Continuous construction on White Hart Lane means that the Lilywhites are playing their ‘home’ matches at the home of English football for the immediate future, but whichever way you look at it there’s simply no way to escape that Tottenham have found it hard to secure results at Wembley in the league.

In their three Premier League matches there this season they’ve lost to rivals Chelsea, been held dramatically by Burnley and failed to grind down Swansea City, going without a home win until now.

It’s a far cry from their invincible home form at White Hart Lane last year, where Spurs went all 19 matches without defeat – winning 17 – and they need to turn it around to be serious title contenders.

Dele Alli hits the headlines for wrong reasons

One worrying factor that will be becoming a growing concern for Pochettino is the form of midfield talisman Dele Alli, with the England star struggling to hit top stride in Spurs’ opening seven matches.

The 21-year-old seems to be finding the headlines for all of the wrong reasons at the minute, whether that be for obscene gestures whilst on international duties or picking up a yellow card for simulation in the win at Huddersfield, and the youngster could do with responding with displays on the pitch.

He has found it hard to influence games as much so far this season, with Christian Eriksen taking on much of the creative burden, and Alli has only earnt one assist in comparison to his teammates two.

It is a far cry from the level that he was playing at last season when he scored 18 times, assisted seven and created 51 chances in 37 Premier League games, and he’ll know he needs to improve his current form.

With it confirmed on Thursday night that England will take their spot at the 2018 World Cup, Alli should be looking to fight for his starting role – and that starts with putting in displays domestically for Tottenham.

Will is a Multimedia Journalism graduate from the University of Salford, specialising in the art of sports. Long-time suffering Northampton Town fan who once saw us win a league title. Find him on Twitter - @96PearsonW.

FA Cup

Three musts for Tottenham to achieve victory in their FA Cup semi-final

FA Cup success will be key to Tottenham’s season.

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Photo: Getty Images

Tottenham Hotspur face off against Manchester United in a high-profile FA Cup semifinal on Saturday, undoubtedly marking their biggest match of the season.

Here are three things Spurs must do to secure their place in the May 19 final.

Get Eriksen involved

Christian Eriksen has perhaps been Spurs’ standout player this season, delivering consistently superb performances and chipping in with crucial goals.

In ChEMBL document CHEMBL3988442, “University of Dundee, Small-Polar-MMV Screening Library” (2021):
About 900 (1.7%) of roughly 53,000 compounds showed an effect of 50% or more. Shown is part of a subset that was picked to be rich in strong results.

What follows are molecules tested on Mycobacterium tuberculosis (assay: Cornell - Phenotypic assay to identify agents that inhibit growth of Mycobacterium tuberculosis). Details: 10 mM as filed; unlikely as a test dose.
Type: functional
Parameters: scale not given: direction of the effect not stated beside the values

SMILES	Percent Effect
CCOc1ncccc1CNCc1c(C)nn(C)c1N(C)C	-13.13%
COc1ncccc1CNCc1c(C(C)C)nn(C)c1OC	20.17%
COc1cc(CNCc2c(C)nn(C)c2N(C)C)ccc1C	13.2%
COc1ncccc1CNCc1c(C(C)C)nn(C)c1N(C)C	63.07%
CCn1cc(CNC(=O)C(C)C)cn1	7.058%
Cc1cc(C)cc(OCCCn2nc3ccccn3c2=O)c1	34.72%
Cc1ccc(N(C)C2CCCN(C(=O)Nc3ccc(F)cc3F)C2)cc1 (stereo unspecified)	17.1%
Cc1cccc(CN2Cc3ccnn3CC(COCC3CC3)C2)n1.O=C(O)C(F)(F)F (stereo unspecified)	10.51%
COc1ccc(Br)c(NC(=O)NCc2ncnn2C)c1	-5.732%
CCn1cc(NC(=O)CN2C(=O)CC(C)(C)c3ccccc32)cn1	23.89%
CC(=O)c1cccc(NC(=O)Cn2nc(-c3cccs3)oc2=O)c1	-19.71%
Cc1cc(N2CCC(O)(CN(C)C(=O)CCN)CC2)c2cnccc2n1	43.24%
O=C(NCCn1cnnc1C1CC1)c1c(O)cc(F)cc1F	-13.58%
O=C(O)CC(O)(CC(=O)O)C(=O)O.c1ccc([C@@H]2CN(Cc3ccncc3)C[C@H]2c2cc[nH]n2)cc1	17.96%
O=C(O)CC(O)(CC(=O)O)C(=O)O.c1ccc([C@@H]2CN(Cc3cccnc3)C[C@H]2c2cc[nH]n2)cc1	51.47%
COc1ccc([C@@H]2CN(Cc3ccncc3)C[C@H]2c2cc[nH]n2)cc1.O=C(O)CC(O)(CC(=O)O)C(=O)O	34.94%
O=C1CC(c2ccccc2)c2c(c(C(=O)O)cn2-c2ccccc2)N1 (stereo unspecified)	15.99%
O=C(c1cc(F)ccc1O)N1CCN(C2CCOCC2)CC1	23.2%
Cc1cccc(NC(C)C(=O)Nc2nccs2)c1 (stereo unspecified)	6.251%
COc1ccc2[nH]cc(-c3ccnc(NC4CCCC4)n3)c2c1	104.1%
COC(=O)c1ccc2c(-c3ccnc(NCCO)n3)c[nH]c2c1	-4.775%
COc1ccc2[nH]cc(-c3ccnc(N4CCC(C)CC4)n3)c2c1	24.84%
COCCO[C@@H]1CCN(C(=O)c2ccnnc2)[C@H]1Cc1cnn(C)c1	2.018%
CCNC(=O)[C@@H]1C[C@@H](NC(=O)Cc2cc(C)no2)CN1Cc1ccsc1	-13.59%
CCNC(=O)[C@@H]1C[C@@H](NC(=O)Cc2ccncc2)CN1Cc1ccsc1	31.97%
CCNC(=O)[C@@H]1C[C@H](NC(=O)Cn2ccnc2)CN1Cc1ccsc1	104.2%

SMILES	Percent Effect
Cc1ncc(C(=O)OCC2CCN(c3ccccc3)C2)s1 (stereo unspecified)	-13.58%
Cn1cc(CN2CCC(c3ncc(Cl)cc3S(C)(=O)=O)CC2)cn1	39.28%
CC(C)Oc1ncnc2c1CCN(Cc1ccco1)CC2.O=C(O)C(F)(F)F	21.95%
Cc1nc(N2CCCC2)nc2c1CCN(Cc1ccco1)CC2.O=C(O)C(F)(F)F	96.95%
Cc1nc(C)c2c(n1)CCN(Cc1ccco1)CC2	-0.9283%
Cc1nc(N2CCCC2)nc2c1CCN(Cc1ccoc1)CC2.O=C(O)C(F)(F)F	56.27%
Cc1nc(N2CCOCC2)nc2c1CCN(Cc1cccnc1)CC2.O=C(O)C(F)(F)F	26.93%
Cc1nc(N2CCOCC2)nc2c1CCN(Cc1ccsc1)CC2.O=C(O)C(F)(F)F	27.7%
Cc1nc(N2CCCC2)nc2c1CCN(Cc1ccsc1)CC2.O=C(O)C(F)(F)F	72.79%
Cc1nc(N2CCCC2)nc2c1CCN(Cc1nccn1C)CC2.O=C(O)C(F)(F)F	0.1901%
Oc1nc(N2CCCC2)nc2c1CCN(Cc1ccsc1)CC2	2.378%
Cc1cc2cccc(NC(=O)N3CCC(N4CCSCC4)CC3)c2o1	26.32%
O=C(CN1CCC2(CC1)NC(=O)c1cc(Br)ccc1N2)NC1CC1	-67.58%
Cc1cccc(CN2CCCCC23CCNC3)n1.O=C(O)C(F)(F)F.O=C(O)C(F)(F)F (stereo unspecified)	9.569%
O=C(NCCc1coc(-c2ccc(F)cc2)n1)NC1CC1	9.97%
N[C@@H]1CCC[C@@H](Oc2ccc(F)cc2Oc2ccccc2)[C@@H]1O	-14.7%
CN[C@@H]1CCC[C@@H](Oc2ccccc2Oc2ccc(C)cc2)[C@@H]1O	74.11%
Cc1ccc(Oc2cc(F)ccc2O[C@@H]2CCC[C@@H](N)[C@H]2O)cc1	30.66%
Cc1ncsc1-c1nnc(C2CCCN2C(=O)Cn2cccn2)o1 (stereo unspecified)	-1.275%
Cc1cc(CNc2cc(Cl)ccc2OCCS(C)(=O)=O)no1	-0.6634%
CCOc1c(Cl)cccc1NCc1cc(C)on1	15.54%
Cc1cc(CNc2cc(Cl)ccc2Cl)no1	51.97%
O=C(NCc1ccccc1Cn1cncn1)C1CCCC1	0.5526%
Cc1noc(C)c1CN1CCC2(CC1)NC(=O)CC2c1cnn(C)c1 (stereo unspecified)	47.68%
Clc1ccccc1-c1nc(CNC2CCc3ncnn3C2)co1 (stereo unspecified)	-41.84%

In order for Spurs to gain the upper hand against the Red Devils, the Danish midfielder must control the game and be at the heart of every Spurs attack.

If Eriksen is at his unplayable best, he can combine effortlessly with the likes of Harry Kane and Dele Alli, and break down the United backline with ease.

Keep Lukaku quiet

Romelu Lukaku presents United’s most potent goalscoring threat, and with 27 goals to his name this season, is enjoying a career-best year.

Lukaku came off the bench against Bournemouth on Wednesday and slotted home an assured finish, marking his eighth goal in his last ten appearances for club and country.

The Belgian’s red-hot form will give Tottenham’s centre-backs cause for concern, but his Belgian international teammates will have to be more than up to the fight to nullify Lukaku.

Jan Vertonghen and Toby Alderweireld will know Lukaku’s strengths all too well and must be strong and resolute to deny the striker any whiff of goal.

(Photo by Catherine Ivill/Getty Images)

Stop the feared United comeback

If Spurs end up taking the lead at Wembley, they must be vigilant of letting Manchester United back into the match.

The Red Devils have shown an incredible knack for getting back into matches; their 3-2 come-from-behind win at the Etihad is a prime example of that. United have also recently beat Crystal Palace after trailing 2-0, and clearly never consider themselves out of a match.

Tottenham must be mindful to not let their concentration slip when ahead, as Manchester United will surely make them pay.

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Arsenal

Who is best-placed to challenge Manchester City next season?

Pep Guardiola’s side will be looking to defend their title during the 2018/19 campaign.

Martyn Cooke